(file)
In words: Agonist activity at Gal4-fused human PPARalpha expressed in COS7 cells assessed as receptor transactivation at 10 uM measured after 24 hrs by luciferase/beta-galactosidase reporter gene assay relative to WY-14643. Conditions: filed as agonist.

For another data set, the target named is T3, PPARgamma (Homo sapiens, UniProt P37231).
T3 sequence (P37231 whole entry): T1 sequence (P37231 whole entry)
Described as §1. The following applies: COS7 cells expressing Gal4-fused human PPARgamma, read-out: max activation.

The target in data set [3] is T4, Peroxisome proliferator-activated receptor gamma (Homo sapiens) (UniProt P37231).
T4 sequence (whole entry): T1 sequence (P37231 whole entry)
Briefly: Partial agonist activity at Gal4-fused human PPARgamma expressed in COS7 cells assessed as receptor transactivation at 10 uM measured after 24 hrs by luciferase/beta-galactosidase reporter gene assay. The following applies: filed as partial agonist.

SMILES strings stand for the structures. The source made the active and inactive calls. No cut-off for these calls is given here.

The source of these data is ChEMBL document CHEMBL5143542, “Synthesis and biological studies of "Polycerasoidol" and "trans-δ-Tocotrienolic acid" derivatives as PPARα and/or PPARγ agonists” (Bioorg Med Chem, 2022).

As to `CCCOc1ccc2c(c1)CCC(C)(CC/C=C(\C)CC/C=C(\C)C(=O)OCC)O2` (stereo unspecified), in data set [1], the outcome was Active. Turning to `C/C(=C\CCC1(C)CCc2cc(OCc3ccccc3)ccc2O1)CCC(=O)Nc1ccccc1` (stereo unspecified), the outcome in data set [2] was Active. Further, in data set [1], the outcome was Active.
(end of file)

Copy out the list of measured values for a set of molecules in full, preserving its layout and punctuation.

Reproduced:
In words: Agonist activity at Gal4-fused human PPARalpha expressed in COS7 cells assessed as receptor transactivation at 10 uM measured after 24 hrs by luciferase/beta-galactosidase reporter gene assay relative to WY-14643. Conditions: filed as agonist.

For another data set, the target named is T3, PPARgamma (Homo sapiens, UniProt P37231).
T3 sequence (P37231 whole entry): T1 sequence (P37231 whole entry)
Described as §1. The following applies: COS7 cells expressing Gal4-fused human PPARgamma, read-out: max activation.

The target in data set [3] is T4, Peroxisome proliferator-activated receptor gamma (Homo sapiens) (UniProt P37231).
T4 sequence (whole entry): T1 sequence (P37231 whole entry)
Briefly: Partial agonist activity at Gal4-fused human PPARgamma expressed in COS7 cells assessed as receptor transactivation at 10 uM measured after 24 hrs by luciferase/beta-galactosidase reporter gene assay. The following applies: filed as partial agonist.

SMILES strings stand for the structures. The source made the active and inactive calls. No cut-off for these calls is given here.

The source of these data is ChEMBL document CHEMBL5143542, “Synthesis and biological studies of "Polycerasoidol" and "trans-δ-Tocotrienolic acid" derivatives as PPARα and/or PPARγ agonists” (Bioorg Med Chem, 2022).

As to `CCCOc1ccc2c(c1)CCC(C)(CC/C=C(\C)CC/C=C(\C)C(=O)OCC)O2` (stereo unspecified), in data set [1], the outcome was Active. Turning to `C/C(=C\CCC1(C)CCc2cc(OCc3ccccc3)ccc2O1)CCC(=O)Nc1ccccc1` (stereo unspecified), the outcome in data set [2] was Active. Further, in data set [1], the outcome was Active.